Not to steal any thunder from the book, but since you could read this section in the look-inside feature with Amazon, I feel ok sharing this paragraph with you:
Too often, I have failed to engage with a world in need. I've done it quite sincerely, especially when I've cloaked someone like Martin Luther King, Jr. or Mother Teresa as a red-caped, neighbor-loving super hero. This convenient posturing inoculates me against actually doing anything...This way I'm able to feel warm and fuzzy inside, admiring my heroes without the complication of actually joining them....She goes on to share the quote from Mother Teresa that the book takes its name from: "We cannot do great things, only small things with great love."
"Small things happen when I learn the name of my daughter's bus driver. Small things happen when I listen to the dreams of a woman who lives in a group home on my block. Small things happen when I risk crossing a language barrier even though I look really stupid doing it. Small things, of course, put me back on the hook."
Starbuck teaches that it really is the small things that make the difference. I know I've been burdened by that "What does it matter anyway?" feeling, and maybe you have too. She has plenty of real life examples of things you can do in loving your neighbors, whoever and wherever they might be.
I've read a fair amount of books on service and reaching out, but this reads like an adventurous flow chart. She addresses whatever stage of life you are in and you skip through the chapters accordingly, unless of course you are captivated and just want to read every word. Starbuck covers moms with kids of all ages, young people to middle aged to old, suburbanite, city slicker, or rural dweller, employed outside the home or not, single, married, introvert, extrovert, man, woman...she leaves no group unturned.
And at the same time as she is removing your barriers to getting in the serving game, she is acknowledging the limitations you might face and helping you to be ok with that. When I shared this book with my Mom Time audience last year, we talked about the fact that when you have kids under three you already are taking care of the least of these and to cut yourself some slack.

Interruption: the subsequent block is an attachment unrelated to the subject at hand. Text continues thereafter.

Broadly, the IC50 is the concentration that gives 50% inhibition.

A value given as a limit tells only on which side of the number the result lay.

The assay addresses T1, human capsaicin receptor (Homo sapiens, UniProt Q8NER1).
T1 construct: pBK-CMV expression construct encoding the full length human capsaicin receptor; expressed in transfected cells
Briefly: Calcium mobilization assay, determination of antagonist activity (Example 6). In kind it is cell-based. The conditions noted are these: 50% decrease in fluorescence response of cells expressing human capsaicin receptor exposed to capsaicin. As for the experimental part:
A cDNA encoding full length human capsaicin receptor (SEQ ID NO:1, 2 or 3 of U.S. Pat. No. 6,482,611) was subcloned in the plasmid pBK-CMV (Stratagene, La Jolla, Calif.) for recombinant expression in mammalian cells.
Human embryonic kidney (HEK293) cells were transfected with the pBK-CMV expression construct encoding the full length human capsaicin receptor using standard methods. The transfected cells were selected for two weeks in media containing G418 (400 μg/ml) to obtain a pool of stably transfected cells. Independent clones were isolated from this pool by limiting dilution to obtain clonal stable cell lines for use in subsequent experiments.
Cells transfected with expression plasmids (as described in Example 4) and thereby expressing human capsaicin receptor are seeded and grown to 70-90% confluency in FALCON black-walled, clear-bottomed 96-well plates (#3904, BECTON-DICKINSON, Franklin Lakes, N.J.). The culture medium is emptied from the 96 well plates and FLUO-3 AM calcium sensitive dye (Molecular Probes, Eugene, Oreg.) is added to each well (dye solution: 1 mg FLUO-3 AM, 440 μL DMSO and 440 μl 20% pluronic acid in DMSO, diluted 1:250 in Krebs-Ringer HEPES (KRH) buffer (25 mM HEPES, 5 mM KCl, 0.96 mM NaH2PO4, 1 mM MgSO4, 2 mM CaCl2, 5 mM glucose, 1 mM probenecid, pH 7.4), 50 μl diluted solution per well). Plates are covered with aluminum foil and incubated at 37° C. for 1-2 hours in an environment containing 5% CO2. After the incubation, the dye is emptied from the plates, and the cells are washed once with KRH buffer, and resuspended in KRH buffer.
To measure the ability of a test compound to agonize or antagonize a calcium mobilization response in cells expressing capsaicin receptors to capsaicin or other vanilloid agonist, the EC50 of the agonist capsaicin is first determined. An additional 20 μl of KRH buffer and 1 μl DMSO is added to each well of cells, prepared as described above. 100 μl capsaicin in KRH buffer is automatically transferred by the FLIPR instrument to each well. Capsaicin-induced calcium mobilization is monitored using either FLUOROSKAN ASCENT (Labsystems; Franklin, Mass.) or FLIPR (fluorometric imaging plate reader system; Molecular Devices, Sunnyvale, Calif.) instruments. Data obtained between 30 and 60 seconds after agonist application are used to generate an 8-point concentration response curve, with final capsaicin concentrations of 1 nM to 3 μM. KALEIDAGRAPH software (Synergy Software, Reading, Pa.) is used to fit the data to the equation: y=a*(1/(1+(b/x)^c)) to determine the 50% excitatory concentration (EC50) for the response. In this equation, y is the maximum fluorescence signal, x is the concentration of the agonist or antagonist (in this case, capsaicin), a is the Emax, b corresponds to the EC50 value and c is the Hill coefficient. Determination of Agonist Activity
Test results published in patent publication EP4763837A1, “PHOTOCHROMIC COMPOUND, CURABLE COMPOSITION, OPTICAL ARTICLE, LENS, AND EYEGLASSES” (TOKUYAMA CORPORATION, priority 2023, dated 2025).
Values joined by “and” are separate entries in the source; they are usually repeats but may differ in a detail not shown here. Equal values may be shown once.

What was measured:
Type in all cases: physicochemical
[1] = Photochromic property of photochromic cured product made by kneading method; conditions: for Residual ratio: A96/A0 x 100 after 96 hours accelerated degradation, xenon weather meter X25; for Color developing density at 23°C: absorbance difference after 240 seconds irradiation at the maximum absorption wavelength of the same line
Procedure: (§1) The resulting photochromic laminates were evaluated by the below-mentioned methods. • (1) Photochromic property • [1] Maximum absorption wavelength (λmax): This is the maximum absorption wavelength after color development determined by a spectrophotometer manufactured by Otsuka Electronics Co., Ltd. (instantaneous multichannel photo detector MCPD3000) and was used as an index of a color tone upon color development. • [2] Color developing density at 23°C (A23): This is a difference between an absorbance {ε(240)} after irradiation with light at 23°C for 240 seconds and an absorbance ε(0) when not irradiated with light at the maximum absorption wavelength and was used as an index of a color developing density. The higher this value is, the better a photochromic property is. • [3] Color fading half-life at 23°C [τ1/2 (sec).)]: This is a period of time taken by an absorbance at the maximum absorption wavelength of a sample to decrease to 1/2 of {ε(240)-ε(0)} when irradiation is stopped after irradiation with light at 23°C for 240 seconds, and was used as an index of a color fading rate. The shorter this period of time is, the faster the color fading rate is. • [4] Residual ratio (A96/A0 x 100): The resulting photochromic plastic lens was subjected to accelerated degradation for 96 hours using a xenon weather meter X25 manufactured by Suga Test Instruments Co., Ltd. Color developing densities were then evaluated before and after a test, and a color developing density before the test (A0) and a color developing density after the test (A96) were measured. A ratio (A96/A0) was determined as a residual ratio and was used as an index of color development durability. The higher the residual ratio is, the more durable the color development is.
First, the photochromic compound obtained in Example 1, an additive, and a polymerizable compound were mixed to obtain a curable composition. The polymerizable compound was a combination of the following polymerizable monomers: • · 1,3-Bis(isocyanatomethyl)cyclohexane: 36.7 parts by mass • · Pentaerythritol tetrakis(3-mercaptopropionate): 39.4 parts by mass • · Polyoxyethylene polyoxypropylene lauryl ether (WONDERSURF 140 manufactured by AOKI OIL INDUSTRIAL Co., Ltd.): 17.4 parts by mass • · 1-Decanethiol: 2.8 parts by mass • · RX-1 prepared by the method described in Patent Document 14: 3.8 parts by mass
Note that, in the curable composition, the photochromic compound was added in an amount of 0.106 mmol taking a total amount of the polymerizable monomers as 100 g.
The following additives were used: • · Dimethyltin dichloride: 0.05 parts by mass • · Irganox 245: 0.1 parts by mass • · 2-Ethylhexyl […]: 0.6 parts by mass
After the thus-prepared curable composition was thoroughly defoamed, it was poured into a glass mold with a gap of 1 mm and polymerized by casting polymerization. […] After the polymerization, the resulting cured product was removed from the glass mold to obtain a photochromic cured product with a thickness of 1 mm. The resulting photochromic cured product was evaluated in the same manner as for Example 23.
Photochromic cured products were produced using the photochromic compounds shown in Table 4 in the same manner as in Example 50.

A key part of Margot Starbuck's message is the global stewardship we all share; she offers ways to make a difference with the way we spend our money and provides link to fair trade websites. She is an advocate of global justice and solidarity with the less fortunate.
Starbuck's sense of humor is what kept me turning the pages. She delivers what could be a dry preachy message with hilarious stories and self-deprecating wit. She disarms the reader by acknowledging that she struggles with this stuff too. This book is not written from a pulpit, but from the trenches.
Small Things with Great Love: Adventures in Loving Your Neighbor is one of those books I can't keep on my shelf because I keep giving my copies away. Lucky for you, though, Margot has offered to send an autographed copy to one of you!
Here's what you need to do:
Share the link to this post on your Facebook page and then leave me a comment telling me you did it. If you are not on FB but have a blog, share the link on your page and leave me a comment on my blog telling me you did it. I would also love to hear how you want to reach the world; where do your passions lie?
To be fair to everyone's crazy schedules, I won't draw a winner until Monday evening. I will post the winner's name at the beginning of Tuesday's post.
*Bonus thought: The book has a six week companion study in the back. If anyone is interested in doing something like that, let me know.